relax, i'm not about to start waxing poetic about daffodils. rather i'm thinking about cloud-based anti-malware software.
it's something i've been thinking about for a little while now but i've finally decided to commit my thoughts to a more permanent format and share them with others.
for the past couple of years the major anti-malware vendors have been deploying cloud technology to improve the effectiveness of their products. often this has been an optimization specifically for their known malware scanners, although some have also taken the opportunity to build reputation systems.
it occurred to me that the cloud could be used for a great deal more than just that. think about what those reputation systems are doing. the user is faced with a complex question - is file X safe - and the cloud answers. the cloud can do this either because there are experts feeding the cloud it's answers or because there's a community feeding the cloud it's answers (or both, come to think of it). the point is that the cloud reduced the complexity for the user.
now think for a moment about all those technologies that have sprung up and then fallen by the wayside over the years. how many of them fell out of favour because they required too much knowledge, because they asked too much of the user? do you see where i'm heading yet? the cloud as a complexity reducing technology (alright it technically transfers and collates that complexity, but from the user's perspective it reduces it) seems like it actually has the potential to breathe new life in virtually all of those other techniques, be they sandboxing, whitelisting, behaviour blocking, or even integrity checking.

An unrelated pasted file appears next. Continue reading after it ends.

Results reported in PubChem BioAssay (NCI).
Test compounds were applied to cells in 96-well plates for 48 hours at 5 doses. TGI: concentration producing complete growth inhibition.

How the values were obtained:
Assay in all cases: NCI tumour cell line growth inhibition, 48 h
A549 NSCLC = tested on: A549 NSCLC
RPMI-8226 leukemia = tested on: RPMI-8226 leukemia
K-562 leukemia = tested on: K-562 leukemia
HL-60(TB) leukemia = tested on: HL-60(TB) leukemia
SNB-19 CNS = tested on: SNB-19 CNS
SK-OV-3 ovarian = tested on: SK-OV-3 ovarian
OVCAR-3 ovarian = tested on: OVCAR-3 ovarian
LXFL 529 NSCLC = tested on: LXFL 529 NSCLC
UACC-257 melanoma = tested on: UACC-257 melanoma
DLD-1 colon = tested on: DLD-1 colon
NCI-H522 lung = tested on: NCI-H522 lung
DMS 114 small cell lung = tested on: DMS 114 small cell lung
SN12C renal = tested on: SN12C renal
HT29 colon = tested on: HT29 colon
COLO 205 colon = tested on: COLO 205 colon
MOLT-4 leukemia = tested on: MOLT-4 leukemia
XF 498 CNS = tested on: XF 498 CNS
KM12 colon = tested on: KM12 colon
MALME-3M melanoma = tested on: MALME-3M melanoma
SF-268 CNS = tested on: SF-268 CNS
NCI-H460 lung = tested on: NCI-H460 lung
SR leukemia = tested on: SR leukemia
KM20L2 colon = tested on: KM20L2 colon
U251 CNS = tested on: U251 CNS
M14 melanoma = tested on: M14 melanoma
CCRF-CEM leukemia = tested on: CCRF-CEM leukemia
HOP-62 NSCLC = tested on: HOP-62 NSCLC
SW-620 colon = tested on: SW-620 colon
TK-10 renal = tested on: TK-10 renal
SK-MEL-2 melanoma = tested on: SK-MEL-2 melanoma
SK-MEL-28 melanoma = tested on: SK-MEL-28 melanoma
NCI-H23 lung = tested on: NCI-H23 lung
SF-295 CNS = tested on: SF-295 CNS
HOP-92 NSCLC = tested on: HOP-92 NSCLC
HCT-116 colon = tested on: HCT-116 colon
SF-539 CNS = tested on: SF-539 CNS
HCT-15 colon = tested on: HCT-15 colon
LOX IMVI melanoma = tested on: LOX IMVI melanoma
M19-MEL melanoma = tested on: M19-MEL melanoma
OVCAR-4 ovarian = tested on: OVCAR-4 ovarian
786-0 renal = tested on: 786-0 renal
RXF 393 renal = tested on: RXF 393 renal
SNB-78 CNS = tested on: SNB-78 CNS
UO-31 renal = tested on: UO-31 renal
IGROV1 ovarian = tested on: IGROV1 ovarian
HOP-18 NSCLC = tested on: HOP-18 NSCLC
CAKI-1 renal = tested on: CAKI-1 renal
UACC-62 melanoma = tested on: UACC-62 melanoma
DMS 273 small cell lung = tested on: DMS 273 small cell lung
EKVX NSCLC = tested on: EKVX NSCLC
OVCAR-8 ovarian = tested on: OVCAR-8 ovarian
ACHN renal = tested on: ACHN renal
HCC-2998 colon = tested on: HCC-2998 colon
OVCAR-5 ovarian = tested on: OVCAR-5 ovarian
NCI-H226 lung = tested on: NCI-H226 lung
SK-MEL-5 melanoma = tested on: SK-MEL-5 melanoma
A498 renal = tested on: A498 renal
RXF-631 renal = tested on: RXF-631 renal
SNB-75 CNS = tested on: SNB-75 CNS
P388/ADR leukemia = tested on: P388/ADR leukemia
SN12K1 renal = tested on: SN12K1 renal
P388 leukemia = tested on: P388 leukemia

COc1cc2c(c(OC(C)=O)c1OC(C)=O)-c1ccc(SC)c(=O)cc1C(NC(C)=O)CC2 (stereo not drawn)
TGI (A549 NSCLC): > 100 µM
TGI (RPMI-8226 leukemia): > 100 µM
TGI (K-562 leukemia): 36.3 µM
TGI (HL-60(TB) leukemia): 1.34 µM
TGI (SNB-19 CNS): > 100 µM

and of course, as i was originally coming up with that list i was reminded of the fact that many of them have actually been augmented with some kind of cloud technology to help take the complexity out of their operation. those efforts simply haven't been particularly mainstream. the biggest vendors have been slow to recognize the opportunity to augment these technologies (which can be superior in the right hands) with complexity reduction as a service. the smaller vendors that are taking a chance with this don't necessarily have the stability to keep it going. it would be nice if those other options saw more more mainstream deployment and adoption.